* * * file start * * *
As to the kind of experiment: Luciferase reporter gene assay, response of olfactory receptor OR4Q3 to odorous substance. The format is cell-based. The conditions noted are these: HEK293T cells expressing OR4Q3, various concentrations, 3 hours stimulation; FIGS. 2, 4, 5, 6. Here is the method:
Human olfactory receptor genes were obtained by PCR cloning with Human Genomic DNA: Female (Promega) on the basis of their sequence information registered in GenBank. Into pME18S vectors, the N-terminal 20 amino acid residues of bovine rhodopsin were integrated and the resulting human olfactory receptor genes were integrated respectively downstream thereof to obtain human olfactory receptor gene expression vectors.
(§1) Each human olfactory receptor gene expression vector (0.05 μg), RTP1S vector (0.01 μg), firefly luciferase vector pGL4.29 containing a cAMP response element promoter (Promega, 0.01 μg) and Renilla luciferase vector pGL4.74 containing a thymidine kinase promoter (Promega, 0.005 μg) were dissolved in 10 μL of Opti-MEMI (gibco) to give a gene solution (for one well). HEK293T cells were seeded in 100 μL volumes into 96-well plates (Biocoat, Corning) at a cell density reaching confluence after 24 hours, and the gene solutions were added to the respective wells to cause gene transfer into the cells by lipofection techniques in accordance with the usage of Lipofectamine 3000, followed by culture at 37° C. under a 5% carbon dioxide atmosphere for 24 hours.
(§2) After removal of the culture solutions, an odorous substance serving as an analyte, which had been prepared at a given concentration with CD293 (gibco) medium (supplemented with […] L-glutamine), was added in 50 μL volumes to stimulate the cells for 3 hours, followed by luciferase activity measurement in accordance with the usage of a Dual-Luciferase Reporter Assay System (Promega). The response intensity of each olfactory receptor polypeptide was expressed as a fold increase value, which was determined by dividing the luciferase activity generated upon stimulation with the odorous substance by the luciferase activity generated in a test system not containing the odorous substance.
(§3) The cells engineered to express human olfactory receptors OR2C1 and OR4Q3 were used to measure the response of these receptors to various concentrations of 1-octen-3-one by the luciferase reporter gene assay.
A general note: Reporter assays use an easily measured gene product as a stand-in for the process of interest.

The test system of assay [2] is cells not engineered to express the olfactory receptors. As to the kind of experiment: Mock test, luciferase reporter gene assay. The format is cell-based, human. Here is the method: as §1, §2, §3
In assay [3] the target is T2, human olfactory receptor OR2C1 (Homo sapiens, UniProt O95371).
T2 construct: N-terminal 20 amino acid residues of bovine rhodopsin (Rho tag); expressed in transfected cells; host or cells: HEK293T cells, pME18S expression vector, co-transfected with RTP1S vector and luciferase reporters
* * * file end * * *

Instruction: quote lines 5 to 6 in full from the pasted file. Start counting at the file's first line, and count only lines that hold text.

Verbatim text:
(§3) The cells engineered to express human olfactory receptors OR2C1 and OR4Q3 were used to measure the response of these receptors to various concentrations of 1-octen-3-one by the luciferase reporter gene assay.
A general note: Reporter assays use an easily measured gene product as a stand-in for the process of interest.